When she’d been younger, she hadn’t understood his reasons for leaving quite so easily. She remembered being so angry at first, angry and impossibly sad at everyone, including herself. Sebastian had left because he was frightened of hurting her, or of someone else using him to hurt her. Elizabeth had been mad with herself for being so fragile, feeling as though she’d driven him away somehow simply by being as human as she was. She’d also been angry with her mother for not fighting harder, for taking her father’s point of view. For a long time, she’d been the angriest with Sebastian for doing what he had and for leaving them alone again.
But that had been years ago now, and those earlier emotions had long since started to fade.
Elizabeth climbed out of bed and checked her sheets. Streaks of dark red marred the cream cotton. With a sigh, she reached across the bed and picked up her pillows and duvet, throwing them to the floor. Then she stripped off the stained sheet and bundled it into a ball before dumping it in her laundry basket. Her closet held a change of bedding, so she forced herself to pull out a clean sheet and remade her bed, trying to ignore the pounding in her head, knowing she’d want to climb right back in again after she’d cleaned herself up.
She made her way to her bathroom, grabbing a change of clothes on the way. The smell of blood seemed to fill the room, making her stomach churn in an uneasy way. God, if it was going to be like this every month, she’d never be able to leave the house. She’d be too damned embarrassed, never mind how awful she felt.
As if in reaction to her thoughts, her lower abdomen cramped again and she stopped to clutch at the bathroom door frame. She bent double, waiting for the pain to ease.
No wonder this was called the curse in the old days.
She pushed the door shut, closing out the painful light streaming in through the drapes on her bedroom window. Thank goodness there are no windows in here. Her whole body seemed to sag with relief, the pain in her head dimming to a dull ache. She removed her clothes and threw her ruined underwear into the small silver trash can under the sink. They were beyond saving. She turned on the shower and stepped under the hot spray, swirling the blood in a diluted pink around her feet.
She sighed again. How typical for her to feel so crappy on her birthday. She had plans with her friends to head to the mall later to grab something to eat—with her mom promising to only lurk in the background and not sit with them—and she’d been looking forward to being a proper teenage girl. Now, she only wanted to climb back into bed and stay there.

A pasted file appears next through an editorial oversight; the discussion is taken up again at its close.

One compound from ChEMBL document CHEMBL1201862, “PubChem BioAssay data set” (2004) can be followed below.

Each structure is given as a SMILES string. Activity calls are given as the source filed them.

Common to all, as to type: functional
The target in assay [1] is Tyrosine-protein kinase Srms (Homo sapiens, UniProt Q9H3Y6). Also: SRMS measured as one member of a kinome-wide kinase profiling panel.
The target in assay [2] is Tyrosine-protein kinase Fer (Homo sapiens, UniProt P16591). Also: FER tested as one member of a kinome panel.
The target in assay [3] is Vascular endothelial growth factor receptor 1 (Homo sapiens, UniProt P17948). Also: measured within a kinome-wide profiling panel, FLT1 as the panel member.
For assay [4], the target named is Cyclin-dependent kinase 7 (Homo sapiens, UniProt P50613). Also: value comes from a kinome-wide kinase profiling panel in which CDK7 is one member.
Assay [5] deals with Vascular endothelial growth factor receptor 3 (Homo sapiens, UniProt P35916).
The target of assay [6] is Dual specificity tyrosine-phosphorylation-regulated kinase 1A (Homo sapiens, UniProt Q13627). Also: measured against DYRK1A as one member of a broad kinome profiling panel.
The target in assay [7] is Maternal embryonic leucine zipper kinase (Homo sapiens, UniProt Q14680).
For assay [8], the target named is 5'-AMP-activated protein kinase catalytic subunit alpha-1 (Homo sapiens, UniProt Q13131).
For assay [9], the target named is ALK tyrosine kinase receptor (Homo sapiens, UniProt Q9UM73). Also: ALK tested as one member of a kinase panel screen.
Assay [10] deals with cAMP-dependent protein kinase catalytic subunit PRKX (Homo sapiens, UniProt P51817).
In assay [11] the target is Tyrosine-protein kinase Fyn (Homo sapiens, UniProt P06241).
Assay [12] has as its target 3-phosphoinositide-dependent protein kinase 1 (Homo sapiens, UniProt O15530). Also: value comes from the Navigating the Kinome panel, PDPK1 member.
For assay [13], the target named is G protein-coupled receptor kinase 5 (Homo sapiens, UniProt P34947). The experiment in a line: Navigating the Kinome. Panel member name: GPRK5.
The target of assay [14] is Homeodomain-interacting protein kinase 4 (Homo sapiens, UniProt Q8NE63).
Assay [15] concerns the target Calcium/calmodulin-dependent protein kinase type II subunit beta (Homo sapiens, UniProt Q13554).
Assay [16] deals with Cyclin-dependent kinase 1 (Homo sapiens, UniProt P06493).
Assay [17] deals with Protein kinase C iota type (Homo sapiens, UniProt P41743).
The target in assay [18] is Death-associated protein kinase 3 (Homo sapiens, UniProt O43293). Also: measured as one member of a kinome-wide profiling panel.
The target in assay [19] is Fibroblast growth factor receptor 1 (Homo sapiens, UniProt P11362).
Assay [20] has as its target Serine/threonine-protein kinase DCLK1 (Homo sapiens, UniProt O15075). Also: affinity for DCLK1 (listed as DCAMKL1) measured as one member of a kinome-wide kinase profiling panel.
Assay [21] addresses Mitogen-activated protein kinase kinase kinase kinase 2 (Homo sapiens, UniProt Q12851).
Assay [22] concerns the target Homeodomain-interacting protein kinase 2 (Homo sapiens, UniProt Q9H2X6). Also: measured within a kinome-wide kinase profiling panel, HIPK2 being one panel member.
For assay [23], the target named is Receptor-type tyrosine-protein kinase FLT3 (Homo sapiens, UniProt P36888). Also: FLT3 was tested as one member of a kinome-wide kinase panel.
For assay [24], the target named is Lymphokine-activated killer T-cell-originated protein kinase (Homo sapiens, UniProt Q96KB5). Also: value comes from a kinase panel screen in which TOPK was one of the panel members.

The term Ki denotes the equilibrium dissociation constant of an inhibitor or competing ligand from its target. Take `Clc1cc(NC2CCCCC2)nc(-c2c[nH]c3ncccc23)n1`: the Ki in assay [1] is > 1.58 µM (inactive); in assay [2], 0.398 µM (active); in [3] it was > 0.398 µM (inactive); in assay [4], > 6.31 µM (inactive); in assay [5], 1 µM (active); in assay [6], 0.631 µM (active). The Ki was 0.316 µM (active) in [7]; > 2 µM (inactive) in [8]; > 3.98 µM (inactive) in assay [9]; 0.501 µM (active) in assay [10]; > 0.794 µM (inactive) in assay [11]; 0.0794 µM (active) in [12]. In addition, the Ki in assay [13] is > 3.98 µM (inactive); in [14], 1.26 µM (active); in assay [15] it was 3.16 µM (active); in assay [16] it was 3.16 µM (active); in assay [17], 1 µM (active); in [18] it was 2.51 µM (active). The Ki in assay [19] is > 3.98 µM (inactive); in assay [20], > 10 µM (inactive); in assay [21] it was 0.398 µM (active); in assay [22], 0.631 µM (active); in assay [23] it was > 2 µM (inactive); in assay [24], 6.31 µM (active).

Feeling cleaner—though still with a pounding headache and an ache in her belly like someone had punched her—she climbed out of the shower and carefully dried off on a clean towel. She normally loved the thick white towels, but now wished they were a different color. She didn’t want to make a mess of them as well.
A number of girls in her class had already gotten their periods and her mom had stocked her medicine cabinet in expectation of the event. She was grateful for that now, not needing to suffer the extra embarrassment of having to ask for sanitary products.
Elizabeth dressed in clean underwear and a t-shirt, not bothering with any pants. She certainly didn’t intend on going anywhere just yet.
She opened the bathroom door and squinted once more against the painfully bright light. She turned her face away and lifted one arm to shield her eyes. What the hell is going on with the sunlight today? It might be spring in L.A., but she felt like she was dealing with the sun in the middle of the desert. She found herself wishing they’d not had the blackout blinds removed after Sebastian left. On top of dealing with the light, the scent of bacon frying drifted up the stairs, pungent and overwhelming. The scent made her stomach churned, bile rushing to the back of her mouth, her throat closing over.
Jeez, what’s mom cooking? The food smelled off.
She crossed the room and stopped to scowl at the window and the painful shards of light that managed to pierce through the drapes. Moving quickly, she grabbed the soft, chenille throw from the bottom of her bed and clambered onto her dresser to throw the blanket over the top of the drapes. Immediately, the level of light dropped and her pounding head began to subside. More slowly, she got down and climbed back into bed, sliding beneath the soft sheets and curling up on her side.